Vahid Jahed1, Ali Zarrabi2, and Mohsen Hajisadeghian3
1Faculty of Chemical engineering, Tarbiat Modares University, Tehran, Iran
2Department of Biotechnology, Faculty of Advanced Sciences and Technologies, University of Isfahan, Isfahan, 81746-73441, Iran
3Department of Plant Biology, Faculty of Biological Sciences, Kharazmi University, Tehran, Iran
Received: 03 December, 2016; Accepted: 25 January, 2017; Published: 28 January, 2017
Ali Zarrabi, Department of Biotechnology, Faculty of Advanced Sciences and Technologies, University of Isfahan, Isfahan, 81746-73441, Iran, Tel: +98 31 37934360; Fax: +98 31 37932342; E-mail:
Jahed V, Zarrabi A, Hajisadeghian M (2017) Two Faces of Curcumin; A Molecular Nutrition and an Anti-Cancer Agent. Int J Nanomater Nanotechnol Nanomed 3(1): 019-022. DOI: 10.17352/2455-3492.000016
Â© 2017 Jahed V, et al. This is an open-access article distributed under the terms of the Creative Commons Attribution License, which permits unrestricted use, distribution, and reproduction in any medium, provided the original author and source are credited.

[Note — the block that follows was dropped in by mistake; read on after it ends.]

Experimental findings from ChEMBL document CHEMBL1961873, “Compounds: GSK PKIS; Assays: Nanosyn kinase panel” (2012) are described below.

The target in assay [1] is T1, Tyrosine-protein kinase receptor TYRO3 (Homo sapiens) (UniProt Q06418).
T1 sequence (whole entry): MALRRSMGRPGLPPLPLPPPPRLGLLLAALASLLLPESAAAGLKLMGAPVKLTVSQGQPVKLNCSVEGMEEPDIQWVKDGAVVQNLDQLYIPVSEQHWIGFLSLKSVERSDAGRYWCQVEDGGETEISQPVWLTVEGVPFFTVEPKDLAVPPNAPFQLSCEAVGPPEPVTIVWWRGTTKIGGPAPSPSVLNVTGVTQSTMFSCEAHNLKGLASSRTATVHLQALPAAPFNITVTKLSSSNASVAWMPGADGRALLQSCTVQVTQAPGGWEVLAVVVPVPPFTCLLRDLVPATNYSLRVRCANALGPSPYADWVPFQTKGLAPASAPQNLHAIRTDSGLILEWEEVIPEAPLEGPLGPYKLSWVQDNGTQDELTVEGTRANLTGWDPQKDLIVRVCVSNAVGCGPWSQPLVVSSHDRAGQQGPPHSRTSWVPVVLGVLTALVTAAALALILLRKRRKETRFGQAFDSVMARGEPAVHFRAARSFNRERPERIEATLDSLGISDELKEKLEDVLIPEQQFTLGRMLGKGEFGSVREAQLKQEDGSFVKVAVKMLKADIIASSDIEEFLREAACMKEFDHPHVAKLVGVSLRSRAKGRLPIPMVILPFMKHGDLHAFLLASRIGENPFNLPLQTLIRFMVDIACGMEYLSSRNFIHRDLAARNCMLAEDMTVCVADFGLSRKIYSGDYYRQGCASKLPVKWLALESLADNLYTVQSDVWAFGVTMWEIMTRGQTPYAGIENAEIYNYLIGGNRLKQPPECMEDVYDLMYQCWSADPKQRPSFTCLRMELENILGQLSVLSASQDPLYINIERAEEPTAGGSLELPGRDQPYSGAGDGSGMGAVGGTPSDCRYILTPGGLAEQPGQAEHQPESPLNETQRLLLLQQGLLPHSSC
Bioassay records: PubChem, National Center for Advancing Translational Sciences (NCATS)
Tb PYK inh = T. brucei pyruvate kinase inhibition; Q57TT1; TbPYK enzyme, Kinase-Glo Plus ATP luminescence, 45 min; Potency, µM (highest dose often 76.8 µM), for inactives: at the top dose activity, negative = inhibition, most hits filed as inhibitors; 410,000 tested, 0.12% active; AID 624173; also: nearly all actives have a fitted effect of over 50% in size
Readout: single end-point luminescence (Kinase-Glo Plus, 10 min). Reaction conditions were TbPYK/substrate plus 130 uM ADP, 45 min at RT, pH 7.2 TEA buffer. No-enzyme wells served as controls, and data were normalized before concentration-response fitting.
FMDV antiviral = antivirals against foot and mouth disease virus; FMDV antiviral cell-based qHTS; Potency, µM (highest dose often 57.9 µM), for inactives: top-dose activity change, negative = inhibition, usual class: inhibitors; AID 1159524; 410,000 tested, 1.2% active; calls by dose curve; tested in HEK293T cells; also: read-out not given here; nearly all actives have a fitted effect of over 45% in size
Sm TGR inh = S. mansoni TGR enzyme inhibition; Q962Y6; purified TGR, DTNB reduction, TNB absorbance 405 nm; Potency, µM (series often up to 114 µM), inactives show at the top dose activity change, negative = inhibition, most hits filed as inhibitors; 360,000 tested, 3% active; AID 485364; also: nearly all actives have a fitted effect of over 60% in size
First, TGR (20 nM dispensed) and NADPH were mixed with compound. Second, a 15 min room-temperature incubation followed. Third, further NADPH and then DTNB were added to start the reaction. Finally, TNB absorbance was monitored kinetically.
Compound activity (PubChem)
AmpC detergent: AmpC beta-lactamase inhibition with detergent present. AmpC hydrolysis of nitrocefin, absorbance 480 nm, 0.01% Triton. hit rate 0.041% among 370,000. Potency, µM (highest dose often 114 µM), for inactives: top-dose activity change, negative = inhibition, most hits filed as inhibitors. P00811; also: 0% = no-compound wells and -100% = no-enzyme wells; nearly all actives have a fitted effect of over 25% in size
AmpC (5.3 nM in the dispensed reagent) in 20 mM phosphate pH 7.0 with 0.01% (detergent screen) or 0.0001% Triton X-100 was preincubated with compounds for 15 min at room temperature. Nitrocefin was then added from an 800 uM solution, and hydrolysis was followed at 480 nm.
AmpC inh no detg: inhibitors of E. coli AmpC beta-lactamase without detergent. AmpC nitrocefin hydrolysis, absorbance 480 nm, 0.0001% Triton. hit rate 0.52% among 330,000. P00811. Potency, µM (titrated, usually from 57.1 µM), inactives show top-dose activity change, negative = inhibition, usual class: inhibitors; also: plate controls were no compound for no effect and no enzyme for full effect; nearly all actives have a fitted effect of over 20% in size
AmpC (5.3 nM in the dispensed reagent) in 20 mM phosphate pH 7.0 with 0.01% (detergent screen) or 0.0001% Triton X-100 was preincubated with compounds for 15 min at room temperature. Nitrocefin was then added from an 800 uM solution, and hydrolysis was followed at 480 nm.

Curcumin, Aqueous solubility, Cyclodextrin, Inclusion complex
Curcumin, a useful herbal medicine with anti-inflammatory and anti-cancer properties is insoluble in water which restricts its therapeutic properties; its prominent application in cancer treatment is limited due to curcumin sub-optimal pharmacokinetics and poor bioavailability at the tumor site. Cyclodextrins have the ability to increase the solubility of many hydrophobic drugs. Several complexes have been proposed to improve the solubility of curcumin. In this study, we have demonstrated the inclusion complexation of equimolar β-cyclodextrin and curcumin (βCD-CUR) which is confirmed through several analytical methods such as FTIR and DSC analysis. Finally, cell viability test as well as cell morphology assessment were conducted using MTT assay on MCF7, human breast cancer cell line and L929, fibroblastic normal cells. The results showed that the inclusion complex formulation had no significant cytotoxic effect on normal cells, while there was a significant morphological changes and shrinkage in cancer cells treated by βCD-CUR.